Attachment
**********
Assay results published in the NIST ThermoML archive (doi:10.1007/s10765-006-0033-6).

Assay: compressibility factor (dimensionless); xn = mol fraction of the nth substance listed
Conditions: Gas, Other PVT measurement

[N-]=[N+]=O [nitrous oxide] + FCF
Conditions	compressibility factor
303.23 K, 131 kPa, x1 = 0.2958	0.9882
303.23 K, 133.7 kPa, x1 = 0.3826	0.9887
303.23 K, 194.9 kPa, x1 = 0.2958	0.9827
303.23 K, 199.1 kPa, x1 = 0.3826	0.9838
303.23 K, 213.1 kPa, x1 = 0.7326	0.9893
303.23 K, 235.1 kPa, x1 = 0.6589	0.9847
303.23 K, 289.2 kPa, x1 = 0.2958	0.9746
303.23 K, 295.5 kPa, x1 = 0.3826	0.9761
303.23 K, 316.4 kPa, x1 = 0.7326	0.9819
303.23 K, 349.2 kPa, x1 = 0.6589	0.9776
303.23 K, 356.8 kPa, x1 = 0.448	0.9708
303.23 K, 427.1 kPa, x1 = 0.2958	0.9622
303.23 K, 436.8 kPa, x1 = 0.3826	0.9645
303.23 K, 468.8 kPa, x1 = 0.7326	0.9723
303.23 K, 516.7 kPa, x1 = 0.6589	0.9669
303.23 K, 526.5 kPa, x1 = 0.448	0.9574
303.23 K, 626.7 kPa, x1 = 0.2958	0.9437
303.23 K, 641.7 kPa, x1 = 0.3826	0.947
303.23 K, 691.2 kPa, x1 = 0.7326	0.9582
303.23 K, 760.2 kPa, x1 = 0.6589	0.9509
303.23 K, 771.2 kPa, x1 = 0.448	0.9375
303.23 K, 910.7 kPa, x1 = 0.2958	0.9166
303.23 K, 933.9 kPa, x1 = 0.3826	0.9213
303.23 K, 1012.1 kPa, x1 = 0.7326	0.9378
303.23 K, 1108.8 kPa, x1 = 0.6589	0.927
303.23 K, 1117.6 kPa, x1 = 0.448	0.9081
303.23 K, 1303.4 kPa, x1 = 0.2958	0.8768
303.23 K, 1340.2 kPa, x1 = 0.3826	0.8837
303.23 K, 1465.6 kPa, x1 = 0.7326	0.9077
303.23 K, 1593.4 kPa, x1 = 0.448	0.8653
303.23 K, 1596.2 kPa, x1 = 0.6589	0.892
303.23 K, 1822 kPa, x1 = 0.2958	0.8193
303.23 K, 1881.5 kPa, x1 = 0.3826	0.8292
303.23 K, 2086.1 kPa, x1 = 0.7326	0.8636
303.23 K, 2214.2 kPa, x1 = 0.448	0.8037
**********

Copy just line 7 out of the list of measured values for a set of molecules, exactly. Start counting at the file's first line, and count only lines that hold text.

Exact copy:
303.23 K, 133.7 kPa, x1 = 0.3826	0.9887